We all have those cute little names for a pacifier- paci, binkie, nookie, soothie, the list goes on and on. While pacifiers are great when they do their job of calming a crying baby; they are not so great when you have to wean the child off of them.
The American Academy of Pediatrics recommends that babies use pacifiers for the first six months as it reduces the risk of Sudden Infant Death Syndrome (SIDS). The pacifier encourages the baby to suck which naturally keeps the child inhaling and exhaling while they are sleeping. After six months, the risk of SIDS is very low and the pacifier is no longer required.
So how and when do you go about ditching the paci? Six months is actually a good time to do so. Your baby is probably getting in to his or her sleep groove and beginning to develop solid self soothing methods. Taking away the pacifier now will allow them to learn how to calm themselves on their own. While it might be a rough few days, many babies adjust extremely quickly. They are still small enough to be picked up and rocked and you can give them some extra snuggles during the transition.
If your child is around 9 months, now is not the right time to wean off the pacifier. By this age, your baby is probably very attached to his or her pacifier. 9 months is when children experience one of the biggest, if not the single biggest, bout of separation anxiety. They are learning that they are a separate being from their parents. Your baby may get anxious and cry when you leave the room or whine and purposely annoy you if they do not have your full attention. Because they are going through this major separation milestone, you should not take away something that will bring them a source of comfort at this time.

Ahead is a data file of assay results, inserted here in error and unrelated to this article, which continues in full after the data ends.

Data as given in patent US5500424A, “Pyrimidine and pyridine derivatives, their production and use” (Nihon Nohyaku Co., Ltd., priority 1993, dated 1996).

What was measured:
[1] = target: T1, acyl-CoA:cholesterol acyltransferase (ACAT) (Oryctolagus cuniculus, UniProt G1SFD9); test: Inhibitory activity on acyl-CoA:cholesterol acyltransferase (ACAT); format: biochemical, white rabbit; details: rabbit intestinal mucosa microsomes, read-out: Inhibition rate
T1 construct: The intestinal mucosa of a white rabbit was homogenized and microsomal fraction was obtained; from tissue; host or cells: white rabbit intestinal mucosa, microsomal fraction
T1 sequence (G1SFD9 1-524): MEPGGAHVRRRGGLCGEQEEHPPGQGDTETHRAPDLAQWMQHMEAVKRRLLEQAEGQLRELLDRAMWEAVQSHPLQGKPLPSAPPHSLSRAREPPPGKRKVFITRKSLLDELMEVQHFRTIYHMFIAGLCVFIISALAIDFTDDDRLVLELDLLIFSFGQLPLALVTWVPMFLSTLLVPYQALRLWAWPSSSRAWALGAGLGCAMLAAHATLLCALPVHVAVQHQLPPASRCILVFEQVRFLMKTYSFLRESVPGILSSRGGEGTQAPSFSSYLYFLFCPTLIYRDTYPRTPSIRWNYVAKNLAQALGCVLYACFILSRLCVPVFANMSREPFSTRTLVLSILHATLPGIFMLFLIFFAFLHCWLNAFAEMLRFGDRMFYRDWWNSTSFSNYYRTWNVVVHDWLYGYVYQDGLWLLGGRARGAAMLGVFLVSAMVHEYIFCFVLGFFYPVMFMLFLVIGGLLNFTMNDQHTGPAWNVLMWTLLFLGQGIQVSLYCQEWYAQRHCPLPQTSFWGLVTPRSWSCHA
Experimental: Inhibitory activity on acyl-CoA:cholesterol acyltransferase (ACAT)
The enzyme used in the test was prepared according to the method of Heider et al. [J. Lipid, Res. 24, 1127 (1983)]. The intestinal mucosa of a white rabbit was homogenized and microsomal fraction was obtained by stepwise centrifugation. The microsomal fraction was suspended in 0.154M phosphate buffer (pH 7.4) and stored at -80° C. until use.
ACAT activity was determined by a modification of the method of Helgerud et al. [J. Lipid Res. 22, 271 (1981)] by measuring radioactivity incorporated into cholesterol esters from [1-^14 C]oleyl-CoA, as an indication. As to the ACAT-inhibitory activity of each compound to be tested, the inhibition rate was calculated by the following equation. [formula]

Once the separation anxiety fades until about 16 months is another good opportunity to lose the pacifier. This will be harder than weaning a baby because your child is older, more aware, and likely more vocal. However, this is also the age where they are more understanding and can be calmed by your words fairly easily.
Around 18 months is another emotional milestone- the desire for independence. Your child is making the transition into full blown toddlerhood and seeking self sufficiency. However, along with the independence comes the longing to continue soothing themselves in the manner they have been. And if that's with a pacifier, they will be more determined than ever to keep it that way. Taking away their soothing mechanism at this age will prolong this emotional stage.
Try to find a time when your child seems content and is not going through any milestones. The best method is to take the pacifier away cold turkey. If your child knows there is even a chance they can get it back, it will be a very long, exhausting process full of games and bribes. Do yourself a favor and actually remove the pacis from the house when you decide to. You don't want to be dumpster diving in your kitchen at 2am when you're too tired to deal with it. Once the first night or two are over, it should get better from there. The younger you wean off the pacifier, the easier it will be.